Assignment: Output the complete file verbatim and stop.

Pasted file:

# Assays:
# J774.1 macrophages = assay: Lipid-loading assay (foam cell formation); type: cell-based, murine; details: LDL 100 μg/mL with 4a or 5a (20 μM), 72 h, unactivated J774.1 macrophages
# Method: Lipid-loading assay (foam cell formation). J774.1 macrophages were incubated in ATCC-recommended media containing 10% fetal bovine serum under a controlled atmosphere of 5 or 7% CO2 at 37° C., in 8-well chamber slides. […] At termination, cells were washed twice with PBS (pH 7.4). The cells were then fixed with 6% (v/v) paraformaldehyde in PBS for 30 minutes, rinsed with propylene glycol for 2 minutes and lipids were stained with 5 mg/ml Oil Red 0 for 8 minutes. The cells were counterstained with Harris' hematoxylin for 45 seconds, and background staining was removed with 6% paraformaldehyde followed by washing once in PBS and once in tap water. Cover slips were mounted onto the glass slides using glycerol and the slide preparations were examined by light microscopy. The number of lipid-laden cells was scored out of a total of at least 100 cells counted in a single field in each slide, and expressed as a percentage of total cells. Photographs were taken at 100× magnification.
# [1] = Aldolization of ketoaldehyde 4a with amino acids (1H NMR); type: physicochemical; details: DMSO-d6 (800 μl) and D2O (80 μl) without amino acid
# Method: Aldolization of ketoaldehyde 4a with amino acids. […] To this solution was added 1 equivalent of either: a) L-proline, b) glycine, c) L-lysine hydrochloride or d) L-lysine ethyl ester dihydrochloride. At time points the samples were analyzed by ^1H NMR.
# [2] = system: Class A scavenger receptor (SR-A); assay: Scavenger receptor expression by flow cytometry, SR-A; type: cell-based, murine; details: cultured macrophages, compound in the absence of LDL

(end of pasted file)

# Assays:
# J774.1 macrophages = assay: Lipid-loading assay (foam cell formation); type: cell-based, murine; details: LDL 100 μg/mL with 4a or 5a (20 μM), 72 h, unactivated J774.1 macrophages
# Method: Lipid-loading assay (foam cell formation). J774.1 macrophages were incubated in ATCC-recommended media containing 10% fetal bovine serum under a controlled atmosphere of 5 or 7% CO2 at 37° C., in 8-well chamber slides. […] At termination, cells were washed twice with PBS (pH 7.4). The cells were then fixed with 6% (v/v) paraformaldehyde in PBS for 30 minutes, rinsed with propylene glycol for 2 minutes and lipids were stained with 5 mg/ml Oil Red 0 for 8 minutes. The cells were counterstained with Harris' hematoxylin for 45 seconds, and background staining was removed with 6% paraformaldehyde followed by washing once in PBS and once in tap water. Cover slips were mounted onto the glass slides using glycerol and the slide preparations were examined by light microscopy. The number of lipid-laden cells was scored out of a total of at least 100 cells counted in a single field in each slide, and expressed as a percentage of total cells. Photographs were taken at 100× magnification.
# [1] = Aldolization of ketoaldehyde 4a with amino acids (1H NMR); type: physicochemical; details: DMSO-d6 (800 μl) and D2O (80 μl) without amino acid
# Method: Aldolization of ketoaldehyde 4a with amino acids. […] To this solution was added 1 equivalent of either: a) L-proline, b) glycine, c) L-lysine hydrochloride or d) L-lysine ethyl ester dihydrochloride. At time points the samples were analyzed by ^1H NMR.
# [2] = system: Class A scavenger receptor (SR-A); assay: Scavenger receptor expression by flow cytometry, SR-A; type: cell-based, murine; details: cultured macrophages, compound in the absence of LDL